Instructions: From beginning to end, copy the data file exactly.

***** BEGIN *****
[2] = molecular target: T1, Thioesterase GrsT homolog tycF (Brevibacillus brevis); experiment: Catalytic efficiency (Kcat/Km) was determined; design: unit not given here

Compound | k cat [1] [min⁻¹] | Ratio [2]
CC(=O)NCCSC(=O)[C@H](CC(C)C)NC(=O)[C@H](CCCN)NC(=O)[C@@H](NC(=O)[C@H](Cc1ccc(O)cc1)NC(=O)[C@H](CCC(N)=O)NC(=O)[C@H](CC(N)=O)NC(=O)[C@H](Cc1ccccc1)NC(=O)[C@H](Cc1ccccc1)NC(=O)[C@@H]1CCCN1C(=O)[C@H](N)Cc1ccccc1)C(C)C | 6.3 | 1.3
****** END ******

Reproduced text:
[2] = molecular target: T1, Thioesterase GrsT homolog tycF (Brevibacillus brevis); experiment: Catalytic efficiency (Kcat/Km) was determined; design: unit not given here

Compound | k cat [1] [min⁻¹] | Ratio [2]
CC(=O)NCCSC(=O)[C@H](CC(C)C)NC(=O)[C@H](CCCN)NC(=O)[C@@H](NC(=O)[C@H](Cc1ccc(O)cc1)NC(=O)[C@H](CCC(N)=O)NC(=O)[C@H](CC(N)=O)NC(=O)[C@H](Cc1ccccc1)NC(=O)[C@H](Cc1ccccc1)NC(=O)[C@@H]1CCCN1C(=O)[C@H](N)Cc1ccccc1)C(C)C | 6.3 | 1.3